Beyond the king’s own income, there were feudal duties and a number of customs duties. The first record of an “income tax” was the graduated tax on certain incomes levied only twice in mediaeval times as far as I can tell, in 1435 and 1450, but these were unusual developments at the time, and the modern income tax dates back rather to the tax levied on and off since 1798. Understood correctly, in time of war or other extraordinary turmoil, Parliament could supplement the Common Law by statute to allow for the continuance of the nation: the Napoleonic war income tax can be understood in that light. But a permanent imposition of a tax not provided for in the Common Law in peacetime and in good times as well as bad amounts to a coup d’état by the political élite of this country against our Constitution.
What is different about land taxation is that it is based on the feudal duties that vassals owed to their lords in ancient times. Land in England has never been absolutely owned by the freeholder. Freehold property is property held “of the Crown” in fee simple: it is not allodial title to the land, i.e., land held without reference to any superior lord. This provided the basis for feudal duties, such as knight service, often commuted into a money rent, forming the basis for land taxation to this day.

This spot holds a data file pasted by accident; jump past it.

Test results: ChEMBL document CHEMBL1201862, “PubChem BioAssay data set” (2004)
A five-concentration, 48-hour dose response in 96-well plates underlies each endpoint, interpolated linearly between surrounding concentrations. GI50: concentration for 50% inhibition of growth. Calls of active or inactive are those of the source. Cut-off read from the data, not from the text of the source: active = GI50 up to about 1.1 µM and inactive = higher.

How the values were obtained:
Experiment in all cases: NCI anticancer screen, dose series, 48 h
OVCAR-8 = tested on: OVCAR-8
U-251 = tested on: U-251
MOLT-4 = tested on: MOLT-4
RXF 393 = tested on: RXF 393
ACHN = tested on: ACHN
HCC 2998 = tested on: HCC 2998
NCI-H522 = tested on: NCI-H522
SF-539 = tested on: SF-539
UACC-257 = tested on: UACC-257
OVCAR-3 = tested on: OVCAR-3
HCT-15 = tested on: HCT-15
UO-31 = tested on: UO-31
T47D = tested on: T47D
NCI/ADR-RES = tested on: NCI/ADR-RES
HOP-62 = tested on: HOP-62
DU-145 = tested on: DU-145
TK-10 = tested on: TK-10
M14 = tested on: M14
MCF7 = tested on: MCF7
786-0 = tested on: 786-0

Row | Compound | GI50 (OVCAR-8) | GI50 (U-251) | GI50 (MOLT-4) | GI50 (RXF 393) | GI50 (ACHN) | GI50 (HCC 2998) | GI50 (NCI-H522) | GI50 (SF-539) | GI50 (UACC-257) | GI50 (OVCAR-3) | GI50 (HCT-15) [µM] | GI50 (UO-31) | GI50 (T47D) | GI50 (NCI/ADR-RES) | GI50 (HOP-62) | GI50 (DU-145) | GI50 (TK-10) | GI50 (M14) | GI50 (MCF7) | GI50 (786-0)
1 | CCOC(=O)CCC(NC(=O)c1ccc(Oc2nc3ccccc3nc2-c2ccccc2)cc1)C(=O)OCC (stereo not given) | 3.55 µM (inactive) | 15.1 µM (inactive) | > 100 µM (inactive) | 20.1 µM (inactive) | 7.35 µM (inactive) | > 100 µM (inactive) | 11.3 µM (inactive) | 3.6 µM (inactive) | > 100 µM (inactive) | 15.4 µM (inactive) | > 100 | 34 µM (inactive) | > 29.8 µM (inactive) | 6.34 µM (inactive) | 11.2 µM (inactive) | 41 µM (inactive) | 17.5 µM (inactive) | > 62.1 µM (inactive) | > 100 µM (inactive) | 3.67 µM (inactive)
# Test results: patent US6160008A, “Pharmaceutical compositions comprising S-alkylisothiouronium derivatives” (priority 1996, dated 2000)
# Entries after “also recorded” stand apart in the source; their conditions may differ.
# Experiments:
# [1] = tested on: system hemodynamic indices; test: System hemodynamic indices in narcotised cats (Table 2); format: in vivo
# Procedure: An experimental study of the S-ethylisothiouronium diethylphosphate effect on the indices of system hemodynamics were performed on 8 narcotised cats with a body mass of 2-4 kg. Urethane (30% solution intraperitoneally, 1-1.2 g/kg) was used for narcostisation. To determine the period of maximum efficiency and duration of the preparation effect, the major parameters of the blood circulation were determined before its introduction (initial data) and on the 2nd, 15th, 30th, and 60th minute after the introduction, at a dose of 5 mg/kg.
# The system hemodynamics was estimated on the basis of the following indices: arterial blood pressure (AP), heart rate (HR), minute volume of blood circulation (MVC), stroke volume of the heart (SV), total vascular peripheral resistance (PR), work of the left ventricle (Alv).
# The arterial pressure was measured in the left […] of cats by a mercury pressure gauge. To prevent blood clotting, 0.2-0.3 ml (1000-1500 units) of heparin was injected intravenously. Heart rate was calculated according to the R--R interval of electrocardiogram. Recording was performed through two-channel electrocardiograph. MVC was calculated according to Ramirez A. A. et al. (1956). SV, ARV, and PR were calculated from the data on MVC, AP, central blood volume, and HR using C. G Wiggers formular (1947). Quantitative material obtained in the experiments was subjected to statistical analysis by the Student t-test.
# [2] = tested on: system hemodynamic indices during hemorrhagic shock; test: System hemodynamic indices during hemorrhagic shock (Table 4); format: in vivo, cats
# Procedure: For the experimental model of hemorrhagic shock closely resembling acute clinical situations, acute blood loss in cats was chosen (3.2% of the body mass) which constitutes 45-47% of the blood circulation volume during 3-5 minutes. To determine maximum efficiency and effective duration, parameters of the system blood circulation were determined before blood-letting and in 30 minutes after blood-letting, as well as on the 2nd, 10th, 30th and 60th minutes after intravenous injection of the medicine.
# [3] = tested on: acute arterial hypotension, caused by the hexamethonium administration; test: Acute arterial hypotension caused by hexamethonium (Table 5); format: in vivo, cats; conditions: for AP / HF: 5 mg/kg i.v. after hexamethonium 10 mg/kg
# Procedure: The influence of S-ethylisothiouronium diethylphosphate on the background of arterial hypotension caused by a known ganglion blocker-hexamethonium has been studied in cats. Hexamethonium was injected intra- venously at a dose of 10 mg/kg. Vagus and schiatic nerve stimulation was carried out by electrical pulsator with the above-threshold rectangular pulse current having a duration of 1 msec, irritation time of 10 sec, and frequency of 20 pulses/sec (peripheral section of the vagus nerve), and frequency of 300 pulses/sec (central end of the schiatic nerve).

The Crown has no general right to enquire as to our sources of income, but land title is held of the Crown, and the Crown does have the right to establish ownership of land and impose a levy on such ownership. English Common Law is based on natural relations within society, and not arbitrary decrees and statutes, and so it can be seen that the right to assess landed property for a land-related payment is merely a recognition in our law that land ownership cannot be absolute, that land anywhere in the world existed before any human society was formed, that the land that we live on forms a common social resource, and so it not genuinely “ownable” by anyone in any country, society or time period.